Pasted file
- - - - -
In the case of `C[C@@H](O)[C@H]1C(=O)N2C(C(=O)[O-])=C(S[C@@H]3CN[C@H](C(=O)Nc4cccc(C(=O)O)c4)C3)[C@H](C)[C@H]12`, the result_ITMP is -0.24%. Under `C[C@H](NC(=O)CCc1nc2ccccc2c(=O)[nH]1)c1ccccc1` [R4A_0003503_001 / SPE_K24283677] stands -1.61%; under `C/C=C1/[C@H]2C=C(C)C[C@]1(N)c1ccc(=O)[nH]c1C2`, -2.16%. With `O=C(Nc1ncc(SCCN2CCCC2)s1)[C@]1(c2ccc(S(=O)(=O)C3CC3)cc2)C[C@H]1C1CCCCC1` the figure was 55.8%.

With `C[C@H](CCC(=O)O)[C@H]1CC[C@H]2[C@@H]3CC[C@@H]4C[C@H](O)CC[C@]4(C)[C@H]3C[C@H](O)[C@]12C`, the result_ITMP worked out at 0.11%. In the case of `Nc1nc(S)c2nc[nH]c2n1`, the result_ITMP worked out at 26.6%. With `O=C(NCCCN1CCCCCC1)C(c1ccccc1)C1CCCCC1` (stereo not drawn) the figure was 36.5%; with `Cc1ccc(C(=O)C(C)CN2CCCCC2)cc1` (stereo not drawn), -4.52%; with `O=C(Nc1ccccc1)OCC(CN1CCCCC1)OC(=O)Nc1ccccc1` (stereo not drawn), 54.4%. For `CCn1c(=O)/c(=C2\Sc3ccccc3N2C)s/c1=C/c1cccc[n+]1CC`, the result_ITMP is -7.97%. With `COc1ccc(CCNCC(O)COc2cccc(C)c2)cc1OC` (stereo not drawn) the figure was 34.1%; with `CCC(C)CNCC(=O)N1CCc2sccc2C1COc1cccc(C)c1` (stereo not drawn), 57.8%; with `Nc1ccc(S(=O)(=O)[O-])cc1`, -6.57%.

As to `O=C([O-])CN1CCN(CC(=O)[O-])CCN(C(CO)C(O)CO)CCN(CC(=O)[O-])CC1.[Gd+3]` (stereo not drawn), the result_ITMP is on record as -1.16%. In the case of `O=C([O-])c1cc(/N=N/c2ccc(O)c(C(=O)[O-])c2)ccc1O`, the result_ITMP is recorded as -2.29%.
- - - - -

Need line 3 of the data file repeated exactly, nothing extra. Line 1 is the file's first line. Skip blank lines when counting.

As to `O=C([O-])CN1CCN(CC(=O)[O-])CCN(C(CO)C(O)CO)CCN(CC(=O)[O-])CC1.[Gd+3]` (stereo not drawn), the result_ITMP is on record as -1.16%. In the case of `O=C([O-])c1cc(/N=N/c2ccc(O)c(C(=O)[O-])c2)ccc1O`, the result_ITMP is recorded as -2.29%.